All of this leads me to Abby’s excellent comment. (Click here to read it in the context of Wilken’s original post. It is comment #46.) Thanks Abby for putting yourself out there for the sake of helping us better understand the shortcomings of labyrinth spirituality. May your testimony lead President Newton to rebuke this false spirituality and be satisfied with what God gives us in Word and Sacrament. Read, enjoy and join in the discussion.

This all brought back to my mind that a few years ago I was seeing a psychologist/therapist. He was a Christian of another denomination. (I have a long history of depression and have been in therapy — mostly talk, some medication — for 20+ years. I have also been an active lifelong member in my Lutheran church — no correlation to the depression.)

My counselor said that a “labyrinth” was being held at a local University and would I go? Because he asked me to I said ‘yes’ because I was seeking anything that would help me and I figured he knew that this would be something therapeutic that would help me. Something prohibited me from going, I don’t remember what. (But seeing here what it is like I am glad I did not go to it.)

About 2 years ago I met a pastor who was willing to meet with me. I was still desperately seeking so out came my ‘story.’ He worked with me through several passages of Scripture. The first one being on justification. So, since he was giving me the time I decided to read all the Gospels straight through. After that I continued with the rest of the whole New Testament except Revelation. The light truly turned on. I have never read the whole New Testament before and understood it as I did now through these new “eyes.” I understand now all the ‘big’ words — atonement, imputation, justification, propitiation, grace — especially grace. I understood Christ’s work before but not this deeply and clearly. I could never get this from all my years in secular counseling. So much depression lifted from me that I don’t believe it will ever come back again the way it was before. I could never now NOT understand grace. (I know that is a bad sentence.)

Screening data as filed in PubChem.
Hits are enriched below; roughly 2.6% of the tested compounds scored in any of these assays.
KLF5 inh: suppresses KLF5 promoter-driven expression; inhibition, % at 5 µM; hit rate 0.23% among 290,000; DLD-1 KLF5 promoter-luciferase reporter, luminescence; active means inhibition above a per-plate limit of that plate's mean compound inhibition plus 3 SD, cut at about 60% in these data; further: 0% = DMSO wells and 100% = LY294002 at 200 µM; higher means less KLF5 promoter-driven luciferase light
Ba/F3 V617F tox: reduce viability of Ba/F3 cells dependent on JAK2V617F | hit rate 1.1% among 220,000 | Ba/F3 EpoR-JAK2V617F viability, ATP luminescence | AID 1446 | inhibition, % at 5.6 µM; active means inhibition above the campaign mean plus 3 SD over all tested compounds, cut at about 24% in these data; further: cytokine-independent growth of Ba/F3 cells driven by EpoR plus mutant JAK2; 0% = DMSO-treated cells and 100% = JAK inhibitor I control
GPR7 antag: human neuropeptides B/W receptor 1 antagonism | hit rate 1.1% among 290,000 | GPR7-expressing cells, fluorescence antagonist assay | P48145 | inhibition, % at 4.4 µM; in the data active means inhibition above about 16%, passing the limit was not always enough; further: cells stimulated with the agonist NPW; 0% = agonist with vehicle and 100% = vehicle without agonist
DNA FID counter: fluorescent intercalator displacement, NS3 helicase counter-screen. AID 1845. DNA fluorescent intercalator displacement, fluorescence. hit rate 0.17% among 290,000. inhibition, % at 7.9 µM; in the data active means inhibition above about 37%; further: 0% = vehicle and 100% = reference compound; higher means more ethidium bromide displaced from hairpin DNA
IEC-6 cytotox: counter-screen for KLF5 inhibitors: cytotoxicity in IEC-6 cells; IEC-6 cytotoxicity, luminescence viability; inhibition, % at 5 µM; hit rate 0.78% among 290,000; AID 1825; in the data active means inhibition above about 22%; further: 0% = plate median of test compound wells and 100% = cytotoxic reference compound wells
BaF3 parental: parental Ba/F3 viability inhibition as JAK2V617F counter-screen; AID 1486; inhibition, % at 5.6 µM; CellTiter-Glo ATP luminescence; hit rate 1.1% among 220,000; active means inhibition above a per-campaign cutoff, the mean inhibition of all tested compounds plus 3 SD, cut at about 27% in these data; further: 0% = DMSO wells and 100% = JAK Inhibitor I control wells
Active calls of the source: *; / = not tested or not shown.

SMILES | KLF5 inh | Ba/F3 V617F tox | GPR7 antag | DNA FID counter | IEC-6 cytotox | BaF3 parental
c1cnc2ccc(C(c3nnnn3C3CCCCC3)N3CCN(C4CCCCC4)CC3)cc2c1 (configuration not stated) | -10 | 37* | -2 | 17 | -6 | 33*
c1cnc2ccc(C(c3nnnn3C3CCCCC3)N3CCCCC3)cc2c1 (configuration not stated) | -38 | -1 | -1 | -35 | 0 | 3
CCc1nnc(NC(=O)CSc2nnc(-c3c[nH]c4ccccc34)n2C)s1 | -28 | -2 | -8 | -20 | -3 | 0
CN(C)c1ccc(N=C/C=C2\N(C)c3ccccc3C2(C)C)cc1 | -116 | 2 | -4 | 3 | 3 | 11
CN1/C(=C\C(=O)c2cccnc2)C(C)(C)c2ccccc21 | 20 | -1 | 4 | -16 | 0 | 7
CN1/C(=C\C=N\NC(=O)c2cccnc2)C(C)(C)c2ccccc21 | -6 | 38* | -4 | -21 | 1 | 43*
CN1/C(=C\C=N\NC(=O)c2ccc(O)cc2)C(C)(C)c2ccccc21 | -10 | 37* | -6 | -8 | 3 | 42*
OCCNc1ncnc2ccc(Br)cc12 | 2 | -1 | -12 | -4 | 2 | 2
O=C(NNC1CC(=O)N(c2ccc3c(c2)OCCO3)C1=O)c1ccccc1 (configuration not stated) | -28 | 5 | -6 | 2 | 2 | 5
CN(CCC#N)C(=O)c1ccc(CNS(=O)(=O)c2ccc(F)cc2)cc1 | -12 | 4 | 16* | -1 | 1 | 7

A ‘labyrinth’ without Christ is nothing. I also noticed that one of the presenters’ best friend is his dog. I had a dog exactly like that and she was my best friend also. I preferred her to people. She was my excuse to avoid people. But a dog or ‘labyrinth’ without people is nothing. We need to be with people — with all their faults just like mine — to love them as Christ has commanded that we do. This ‘labyrinth spirituality’ without Christ is absolutely nothing. And I am not kidding about this.

I am so glad that ‘something’ prohibited me from going to a labyrinth. Because it would have done nothing but confuse me more and give me more guilt — it would not have helped me to be ‘better’. A labyrinth did not die for me. A labyrinth cannot forgive and love me. A labyrinth will not keep me safe from the devil for all eternity. A labyrinth gives nothing. Because it does not give Christ. Only He frees me from the wrath of God.

I know everyone is different and everyone is at a different time and place. But I thank God and the pastor that he gave me this time. And for his prayers. He is a very wise young man. I thank God that He directed me away from a labyrinth.